Woods Cross • Seven-month-old Modern Yardage likely isn’t the largest or the most established company to become one of six finalists in Martha Stewart’s "American Made" competition this year.
The startup that digitally prints fabric on demand that customers select off its website consists of owner April Cobb, printer operations manager Laura Christensen, and April’s husband Jay Cobb, who came up with the original idea for the business, and a single inkjet fabric printer.
"It’s an extraordinary thing to be a finalist in this contest," said April Cobb, who has an MBA from Brigham Young University and has been involved in the sewing industry for many years. "We are still building a customer base and we have new technology. Other contestants have more years and more followers."
Modern Yardage is one of six Stewart finalists that produce products made in America out of more than 2,000 that were initially nominated. People from all over the country vote for their favorites by going to www.marthastewart.com and then clicking on the American Made button. The deadline to vote is Monday.
The Woods Cross company uses 17 designers in the United States, South America and the United Kingdom to come up with fabric patterns that are posted on its website, www.modernyardage.com. Potential customers select prints they like from the website and place an order, which can sometimes consist of several designs found on the site.
At that point, Christensen lays out the order on the computer, which then is transferred to the printer where it is printed on 100 percent cotton poplin fabric. The printed pattern is heat set. Then the cloth is folded and shipped to the ordering address, usually a home. In most cases, the entire process takes about a week.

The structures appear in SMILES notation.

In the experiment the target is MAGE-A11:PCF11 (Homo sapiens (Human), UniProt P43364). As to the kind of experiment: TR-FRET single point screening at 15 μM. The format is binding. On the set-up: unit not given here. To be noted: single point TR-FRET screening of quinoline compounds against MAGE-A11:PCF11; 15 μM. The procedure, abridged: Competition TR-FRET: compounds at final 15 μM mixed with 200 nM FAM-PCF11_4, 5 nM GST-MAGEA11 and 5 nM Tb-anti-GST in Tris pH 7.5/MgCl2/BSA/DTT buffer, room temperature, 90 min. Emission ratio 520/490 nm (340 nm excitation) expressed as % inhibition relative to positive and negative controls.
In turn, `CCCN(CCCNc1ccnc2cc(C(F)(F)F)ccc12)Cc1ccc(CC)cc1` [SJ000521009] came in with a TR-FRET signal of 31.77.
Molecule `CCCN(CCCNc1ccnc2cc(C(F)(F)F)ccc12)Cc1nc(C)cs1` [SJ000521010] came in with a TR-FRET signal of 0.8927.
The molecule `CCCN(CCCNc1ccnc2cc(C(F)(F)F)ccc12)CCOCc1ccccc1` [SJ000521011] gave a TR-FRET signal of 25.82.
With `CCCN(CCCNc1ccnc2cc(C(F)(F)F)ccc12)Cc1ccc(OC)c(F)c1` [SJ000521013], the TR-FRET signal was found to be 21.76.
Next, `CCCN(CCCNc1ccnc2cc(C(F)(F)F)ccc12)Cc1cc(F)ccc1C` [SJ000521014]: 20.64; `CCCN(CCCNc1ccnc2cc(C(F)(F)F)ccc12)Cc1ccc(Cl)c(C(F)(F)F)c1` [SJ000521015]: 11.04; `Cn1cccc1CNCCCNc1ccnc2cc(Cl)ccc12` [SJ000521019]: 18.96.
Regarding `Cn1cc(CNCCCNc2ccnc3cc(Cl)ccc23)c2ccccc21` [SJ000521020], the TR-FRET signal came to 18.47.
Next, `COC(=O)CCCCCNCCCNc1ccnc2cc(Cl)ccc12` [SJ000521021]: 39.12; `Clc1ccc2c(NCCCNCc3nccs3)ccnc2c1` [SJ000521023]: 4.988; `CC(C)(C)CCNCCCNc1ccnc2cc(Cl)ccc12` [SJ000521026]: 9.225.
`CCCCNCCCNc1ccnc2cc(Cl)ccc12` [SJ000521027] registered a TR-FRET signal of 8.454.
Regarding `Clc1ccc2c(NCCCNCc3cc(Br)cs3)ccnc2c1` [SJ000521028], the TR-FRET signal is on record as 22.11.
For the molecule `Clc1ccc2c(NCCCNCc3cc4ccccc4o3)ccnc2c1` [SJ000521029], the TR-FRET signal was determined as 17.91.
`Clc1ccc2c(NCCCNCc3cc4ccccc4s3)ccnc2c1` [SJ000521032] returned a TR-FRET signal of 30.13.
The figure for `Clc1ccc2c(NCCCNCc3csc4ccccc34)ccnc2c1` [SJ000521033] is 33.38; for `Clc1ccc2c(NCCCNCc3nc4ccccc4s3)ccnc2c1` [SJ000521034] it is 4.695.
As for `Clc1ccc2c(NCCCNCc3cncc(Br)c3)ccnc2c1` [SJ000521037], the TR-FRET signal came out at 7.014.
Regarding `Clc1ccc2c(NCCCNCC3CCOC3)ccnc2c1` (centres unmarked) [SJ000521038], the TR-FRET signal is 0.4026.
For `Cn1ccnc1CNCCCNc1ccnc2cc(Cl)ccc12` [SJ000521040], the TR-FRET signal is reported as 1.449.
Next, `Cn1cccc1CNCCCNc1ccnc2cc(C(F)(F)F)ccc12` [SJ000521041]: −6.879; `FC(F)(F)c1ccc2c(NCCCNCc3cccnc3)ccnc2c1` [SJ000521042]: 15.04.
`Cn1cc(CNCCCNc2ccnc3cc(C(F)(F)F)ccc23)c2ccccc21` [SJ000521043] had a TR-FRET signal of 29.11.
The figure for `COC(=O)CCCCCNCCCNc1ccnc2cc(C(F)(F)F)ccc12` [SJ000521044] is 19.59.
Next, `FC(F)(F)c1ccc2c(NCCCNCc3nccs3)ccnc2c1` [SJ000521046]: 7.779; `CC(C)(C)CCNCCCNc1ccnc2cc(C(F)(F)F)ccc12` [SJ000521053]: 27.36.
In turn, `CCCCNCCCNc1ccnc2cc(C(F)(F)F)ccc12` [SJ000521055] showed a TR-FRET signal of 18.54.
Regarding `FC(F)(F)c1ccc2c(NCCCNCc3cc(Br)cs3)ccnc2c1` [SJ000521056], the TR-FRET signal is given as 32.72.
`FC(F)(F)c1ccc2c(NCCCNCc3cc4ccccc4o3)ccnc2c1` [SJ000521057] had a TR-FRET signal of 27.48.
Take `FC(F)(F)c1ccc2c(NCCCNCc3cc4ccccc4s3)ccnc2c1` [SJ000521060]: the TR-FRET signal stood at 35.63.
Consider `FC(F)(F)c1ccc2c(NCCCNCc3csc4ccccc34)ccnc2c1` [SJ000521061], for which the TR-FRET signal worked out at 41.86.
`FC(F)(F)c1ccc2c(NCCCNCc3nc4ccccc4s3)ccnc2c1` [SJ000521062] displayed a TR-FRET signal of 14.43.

"Traditionally, it takes between six months to a year for a pattern to go from design to shelves," explained April Cobb. "For us, it’s a matter of a week or two … We can respond to the market immediately as well as to the requests of our customer."
More traditional fabric companies must invest up front in fabric designs and print large quantities, gambling that they will be sold. If they don’t sell, fabric and quilt shops then are stuck holding large bolts of cloth that are often discounted. Modern Yardage claims the cost of its fabric can compete with most retail shops, with most fabrics costing $10.99 per yard.
"We can give our artists more freedom in color and design," said April Cobb. "If a consumer doesn’t purchase it, we are not out of any money."
If a customer likes a print pattern but would like it in a different color, designers will work with the customer and recolor as ordered.
"It’s a matter of how quickly we can get designs up from our designers," said Christensen. "We see they designs, and they approve them after we print a sample. Then we put them up on our website."
April Cobb, who has been selling sewn items at the Downtown Farmers Market for the past eight years, said that about 40 sewing bloggers have posted items about the new company since May.
If the company were to win the $10,000 in prize money offered by Martha Stewart, the Cobbs would hire marketers, website workers and employees to process orders. Plus, the publicity that would include being featured in Stewart’s magazine and on her radio show could also help the company grow.
"We are a traditional manufacturing company and a retailer as well," said April Cobb. "That’s why we are unique."
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